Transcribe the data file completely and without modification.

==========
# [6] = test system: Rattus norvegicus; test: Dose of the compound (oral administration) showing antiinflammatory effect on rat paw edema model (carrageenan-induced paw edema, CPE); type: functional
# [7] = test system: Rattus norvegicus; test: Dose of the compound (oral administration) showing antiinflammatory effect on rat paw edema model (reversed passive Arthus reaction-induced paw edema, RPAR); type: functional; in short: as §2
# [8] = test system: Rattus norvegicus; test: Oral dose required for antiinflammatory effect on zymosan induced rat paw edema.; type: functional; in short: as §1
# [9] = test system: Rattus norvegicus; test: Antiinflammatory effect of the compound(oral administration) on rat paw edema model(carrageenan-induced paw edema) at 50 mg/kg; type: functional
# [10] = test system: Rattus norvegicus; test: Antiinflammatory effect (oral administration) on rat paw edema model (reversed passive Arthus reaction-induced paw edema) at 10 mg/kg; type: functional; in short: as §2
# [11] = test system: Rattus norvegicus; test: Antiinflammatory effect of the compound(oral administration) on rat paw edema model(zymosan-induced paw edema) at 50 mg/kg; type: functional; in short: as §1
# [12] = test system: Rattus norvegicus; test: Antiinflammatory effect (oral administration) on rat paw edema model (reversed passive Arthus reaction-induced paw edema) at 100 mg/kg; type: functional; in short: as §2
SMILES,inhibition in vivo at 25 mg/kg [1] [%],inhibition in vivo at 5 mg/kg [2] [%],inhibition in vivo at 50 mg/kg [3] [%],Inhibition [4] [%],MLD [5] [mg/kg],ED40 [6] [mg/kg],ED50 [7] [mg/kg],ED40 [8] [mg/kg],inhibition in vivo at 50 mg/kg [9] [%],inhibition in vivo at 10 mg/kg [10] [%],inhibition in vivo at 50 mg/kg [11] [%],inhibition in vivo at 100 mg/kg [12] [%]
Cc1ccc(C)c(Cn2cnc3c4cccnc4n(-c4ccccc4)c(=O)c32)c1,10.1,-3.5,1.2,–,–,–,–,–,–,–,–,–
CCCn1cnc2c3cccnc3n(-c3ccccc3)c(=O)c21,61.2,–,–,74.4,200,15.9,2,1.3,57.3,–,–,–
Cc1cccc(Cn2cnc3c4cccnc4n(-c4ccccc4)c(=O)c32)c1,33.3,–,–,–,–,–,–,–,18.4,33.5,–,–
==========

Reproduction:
# [6] = test system: Rattus norvegicus; test: Dose of the compound (oral administration) showing antiinflammatory effect on rat paw edema model (carrageenan-induced paw edema, CPE); type: functional
# [7] = test system: Rattus norvegicus; test: Dose of the compound (oral administration) showing antiinflammatory effect on rat paw edema model (reversed passive Arthus reaction-induced paw edema, RPAR); type: functional; in short: as §2
# [8] = test system: Rattus norvegicus; test: Oral dose required for antiinflammatory effect on zymosan induced rat paw edema.; type: functional; in short: as §1
# [9] = test system: Rattus norvegicus; test: Antiinflammatory effect of the compound(oral administration) on rat paw edema model(carrageenan-induced paw edema) at 50 mg/kg; type: functional
# [10] = test system: Rattus norvegicus; test: Antiinflammatory effect (oral administration) on rat paw edema model (reversed passive Arthus reaction-induced paw edema) at 10 mg/kg; type: functional; in short: as §2
# [11] = test system: Rattus norvegicus; test: Antiinflammatory effect of the compound(oral administration) on rat paw edema model(zymosan-induced paw edema) at 50 mg/kg; type: functional; in short: as §1
# [12] = test system: Rattus norvegicus; test: Antiinflammatory effect (oral administration) on rat paw edema model (reversed passive Arthus reaction-induced paw edema) at 100 mg/kg; type: functional; in short: as §2
SMILES,inhibition in vivo at 25 mg/kg [1] [%],inhibition in vivo at 5 mg/kg [2] [%],inhibition in vivo at 50 mg/kg [3] [%],Inhibition [4] [%],MLD [5] [mg/kg],ED40 [6] [mg/kg],ED50 [7] [mg/kg],ED40 [8] [mg/kg],inhibition in vivo at 50 mg/kg [9] [%],inhibition in vivo at 10 mg/kg [10] [%],inhibition in vivo at 50 mg/kg [11] [%],inhibition in vivo at 100 mg/kg [12] [%]
Cc1ccc(C)c(Cn2cnc3c4cccnc4n(-c4ccccc4)c(=O)c32)c1,10.1,-3.5,1.2,–,–,–,–,–,–,–,–,–
CCCn1cnc2c3cccnc3n(-c3ccccc3)c(=O)c21,61.2,–,–,74.4,200,15.9,2,1.3,57.3,–,–,–
Cc1cccc(Cn2cnc3c4cccnc4n(-c4ccccc4)c(=O)c32)c1,33.3,–,–,–,–,–,–,–,18.4,33.5,–,–